Institute of International Humanitarian Affairs and Vignelli Center for Design Studies Announce Design for Humanity Initiative
February 1, 2018, New York City – At a time of heightened and prolonged crises, humanitarian actors persistently strive to respond to affected communities with more effective and dignified relief and recovery interventions. Similarly, designers and architects endeavor to contribute their skills for social change and humanitarian action to uplift human rights and dignity.
Whether ensuring more dignified shelters and settlements for displaced persons, designing more inclusive and resilient urban ecosystems or employing art and design as a vehicle for advocacy–the possibilities for design and humanitarian action are endless.
The Institute of International Humanitarian Affairs at Fordham University is thus partnering with the Vignelli Center for Design Studies at the Rochester Institute of Technology and the UN Migration Agency (IOM) to launch a three-year Design for Humanity Initiative.
A Design for Humanity Summit will be held on June 22, 2018 at Fordham University. Presenters and participants will identify current best practices, needs, and gaps in the humanitarian sector as well as generate design strategies and future partnerships.
“By facilitating an exchange between humanitarian responders and multi-talented design professionals, we believe both communities can devise and implement more sustainable, human-centered, participatory and innovative design strategies,” said Brendan Cahill, IIHA Executive Director.
“Industrial designers, graphic designers, interior designers, and architects bring critical design thinking and a participatory problem solving process to humanitarian challenges. We innovate to respond to human needs and alleviate real-world problems,” said R. Roger Remington, Director of RIT’s Vignelli Center for Design Studies.
The Summit will explore how innovative design can reshape humanitarian action for the benefit of people affected by crises by highlighting a range of piloted and pioneered design innovations for humanitarian response as well as facilitating future partnership and project implementation.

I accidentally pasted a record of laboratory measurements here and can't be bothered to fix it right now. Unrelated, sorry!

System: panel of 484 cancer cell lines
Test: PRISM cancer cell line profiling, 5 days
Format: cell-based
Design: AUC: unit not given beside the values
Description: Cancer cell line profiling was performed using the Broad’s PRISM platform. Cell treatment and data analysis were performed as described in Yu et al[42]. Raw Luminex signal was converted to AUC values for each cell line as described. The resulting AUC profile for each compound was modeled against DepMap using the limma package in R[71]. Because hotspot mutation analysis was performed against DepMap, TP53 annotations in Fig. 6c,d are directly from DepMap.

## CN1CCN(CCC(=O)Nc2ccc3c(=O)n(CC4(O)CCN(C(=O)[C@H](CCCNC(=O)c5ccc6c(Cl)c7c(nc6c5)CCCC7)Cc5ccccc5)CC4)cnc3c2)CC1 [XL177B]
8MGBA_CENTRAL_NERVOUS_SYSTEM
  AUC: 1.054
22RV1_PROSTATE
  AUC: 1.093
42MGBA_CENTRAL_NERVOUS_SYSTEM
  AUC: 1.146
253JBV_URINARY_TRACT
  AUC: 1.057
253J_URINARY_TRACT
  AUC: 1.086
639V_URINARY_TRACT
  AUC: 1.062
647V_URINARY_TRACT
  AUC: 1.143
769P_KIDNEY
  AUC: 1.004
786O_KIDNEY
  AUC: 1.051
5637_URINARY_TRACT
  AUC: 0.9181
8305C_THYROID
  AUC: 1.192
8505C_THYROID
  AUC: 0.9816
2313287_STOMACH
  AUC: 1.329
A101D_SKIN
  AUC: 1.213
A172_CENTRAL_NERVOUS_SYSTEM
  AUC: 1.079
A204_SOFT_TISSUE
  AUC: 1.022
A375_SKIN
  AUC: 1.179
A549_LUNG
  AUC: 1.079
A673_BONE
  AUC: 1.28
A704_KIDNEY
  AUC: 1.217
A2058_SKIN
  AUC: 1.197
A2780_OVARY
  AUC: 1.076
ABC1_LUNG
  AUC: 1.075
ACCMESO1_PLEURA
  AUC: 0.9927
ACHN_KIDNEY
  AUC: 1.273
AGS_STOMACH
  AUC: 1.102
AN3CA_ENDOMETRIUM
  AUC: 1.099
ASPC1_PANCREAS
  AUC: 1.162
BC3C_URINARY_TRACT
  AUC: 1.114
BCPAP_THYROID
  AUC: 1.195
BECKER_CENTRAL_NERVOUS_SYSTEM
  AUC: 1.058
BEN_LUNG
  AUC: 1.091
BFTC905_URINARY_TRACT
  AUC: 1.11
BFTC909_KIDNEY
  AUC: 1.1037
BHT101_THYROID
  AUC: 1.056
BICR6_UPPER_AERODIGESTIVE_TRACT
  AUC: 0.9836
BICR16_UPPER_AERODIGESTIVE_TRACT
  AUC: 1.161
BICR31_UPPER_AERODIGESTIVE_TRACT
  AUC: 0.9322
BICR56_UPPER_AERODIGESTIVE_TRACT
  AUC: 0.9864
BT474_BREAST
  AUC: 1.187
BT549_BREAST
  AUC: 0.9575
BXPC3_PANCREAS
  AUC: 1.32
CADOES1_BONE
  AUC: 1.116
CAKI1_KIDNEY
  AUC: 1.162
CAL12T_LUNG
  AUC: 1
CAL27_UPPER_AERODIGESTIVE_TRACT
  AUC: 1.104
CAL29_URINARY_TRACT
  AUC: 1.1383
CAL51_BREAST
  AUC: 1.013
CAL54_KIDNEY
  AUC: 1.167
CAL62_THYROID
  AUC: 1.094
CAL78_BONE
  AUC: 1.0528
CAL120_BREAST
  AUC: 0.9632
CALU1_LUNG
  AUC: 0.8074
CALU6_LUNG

“Design professionals and the humanitarian community can play a significant role in supporting humanitarian relief processes through more sustainable, human-centered, and participatory design strategies. Bringing together designers, humanitarian practitioners, private sector, academia and government to look at best practices from the field will allow innovative solutions for emergency and protracted crisis response,” said Alberto Preato, IIHA Humanitarian Design Visiting Research Fellow.
Mr. Preato works as Program Manager for the UN Migration Agency (IOM) in Niger where he coordinates protection and assistance for vulnerable migrants traversing the Sahel on the Central Mediterranean Route and oversees emergency assistance to internally displaced persons in the Lake Chad Basin.
Humanitarian principles of ethics, community participation, and inclusivity will be core themes that remain central to the Summit and follow-up initiatives.
Whether ensuring more dignified housing and settlements for displaced persons, designing urban spaces more resilient to climate change or employing art and design as a vehicle for advocacy – the possibilities for design and humanitarian collaboration are endless.
Humanitarian and design professionals are welcome to join the Design for Humanity Initiative. Sign up here to stay up to date and participate.
Angela Wells, IIHA Communications Officer